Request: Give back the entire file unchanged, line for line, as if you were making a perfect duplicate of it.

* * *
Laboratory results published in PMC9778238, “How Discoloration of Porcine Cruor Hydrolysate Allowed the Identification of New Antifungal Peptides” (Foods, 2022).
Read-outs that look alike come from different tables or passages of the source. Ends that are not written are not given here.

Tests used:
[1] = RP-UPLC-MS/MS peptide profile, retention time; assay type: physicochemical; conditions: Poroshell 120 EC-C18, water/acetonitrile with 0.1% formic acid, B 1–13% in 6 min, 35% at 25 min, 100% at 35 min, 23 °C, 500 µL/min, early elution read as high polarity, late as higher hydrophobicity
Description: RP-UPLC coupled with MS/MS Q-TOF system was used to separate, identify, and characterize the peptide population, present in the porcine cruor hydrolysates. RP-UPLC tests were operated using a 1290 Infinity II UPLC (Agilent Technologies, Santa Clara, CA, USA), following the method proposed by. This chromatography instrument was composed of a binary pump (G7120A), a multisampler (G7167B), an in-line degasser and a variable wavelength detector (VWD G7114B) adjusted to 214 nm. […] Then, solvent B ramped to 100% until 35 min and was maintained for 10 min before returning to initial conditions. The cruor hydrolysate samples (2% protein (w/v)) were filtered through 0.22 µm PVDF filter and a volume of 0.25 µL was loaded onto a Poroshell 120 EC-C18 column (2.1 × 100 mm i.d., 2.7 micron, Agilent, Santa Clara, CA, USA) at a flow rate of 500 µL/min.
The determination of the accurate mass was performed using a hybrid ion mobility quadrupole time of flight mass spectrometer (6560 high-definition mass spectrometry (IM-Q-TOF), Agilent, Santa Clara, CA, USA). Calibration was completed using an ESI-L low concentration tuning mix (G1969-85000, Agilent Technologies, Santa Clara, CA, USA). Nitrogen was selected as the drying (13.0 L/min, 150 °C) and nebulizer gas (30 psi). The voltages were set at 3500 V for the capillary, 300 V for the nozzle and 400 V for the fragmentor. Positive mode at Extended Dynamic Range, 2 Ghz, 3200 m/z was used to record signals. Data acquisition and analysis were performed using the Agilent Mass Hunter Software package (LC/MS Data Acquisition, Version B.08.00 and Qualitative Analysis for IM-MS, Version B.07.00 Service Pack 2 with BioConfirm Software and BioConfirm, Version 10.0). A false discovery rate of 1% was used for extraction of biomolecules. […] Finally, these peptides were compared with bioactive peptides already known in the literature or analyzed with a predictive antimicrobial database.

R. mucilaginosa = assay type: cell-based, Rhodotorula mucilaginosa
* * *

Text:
Laboratory results published in PMC9778238, “How Discoloration of Porcine Cruor Hydrolysate Allowed the Identification of New Antifungal Peptides” (Foods, 2022).
Read-outs that look alike come from different tables or passages of the source. Ends that are not written are not given here.

Tests used:
[1] = RP-UPLC-MS/MS peptide profile, retention time; assay type: physicochemical; conditions: Poroshell 120 EC-C18, water/acetonitrile with 0.1% formic acid, B 1–13% in 6 min, 35% at 25 min, 100% at 35 min, 23 °C, 500 µL/min, early elution read as high polarity, late as higher hydrophobicity
Description: RP-UPLC coupled with MS/MS Q-TOF system was used to separate, identify, and characterize the peptide population, present in the porcine cruor hydrolysates. RP-UPLC tests were operated using a 1290 Infinity II UPLC (Agilent Technologies, Santa Clara, CA, USA), following the method proposed by. This chromatography instrument was composed of a binary pump (G7120A), a multisampler (G7167B), an in-line degasser and a variable wavelength detector (VWD G7114B) adjusted to 214 nm. […] Then, solvent B ramped to 100% until 35 min and was maintained for 10 min before returning to initial conditions. The cruor hydrolysate samples (2% protein (w/v)) were filtered through 0.22 µm PVDF filter and a volume of 0.25 µL was loaded onto a Poroshell 120 EC-C18 column (2.1 × 100 mm i.d., 2.7 micron, Agilent, Santa Clara, CA, USA) at a flow rate of 500 µL/min.
The determination of the accurate mass was performed using a hybrid ion mobility quadrupole time of flight mass spectrometer (6560 high-definition mass spectrometry (IM-Q-TOF), Agilent, Santa Clara, CA, USA). Calibration was completed using an ESI-L low concentration tuning mix (G1969-85000, Agilent Technologies, Santa Clara, CA, USA). Nitrogen was selected as the drying (13.0 L/min, 150 °C) and nebulizer gas (30 psi). The voltages were set at 3500 V for the capillary, 300 V for the nozzle and 400 V for the fragmentor. Positive mode at Extended Dynamic Range, 2 Ghz, 3200 m/z was used to record signals. Data acquisition and analysis were performed using the Agilent Mass Hunter Software package (LC/MS Data Acquisition, Version B.08.00 and Qualitative Analysis for IM-MS, Version B.07.00 Service Pack 2 with BioConfirm Software and BioConfirm, Version 10.0). A false discovery rate of 1% was used for extraction of biomolecules. […] Finally, these peptides were compared with bioactive peptides already known in the literature or analyzed with a predictive antimicrobial database.

R. mucilaginosa = assay type: cell-based, Rhodotorula mucilaginosa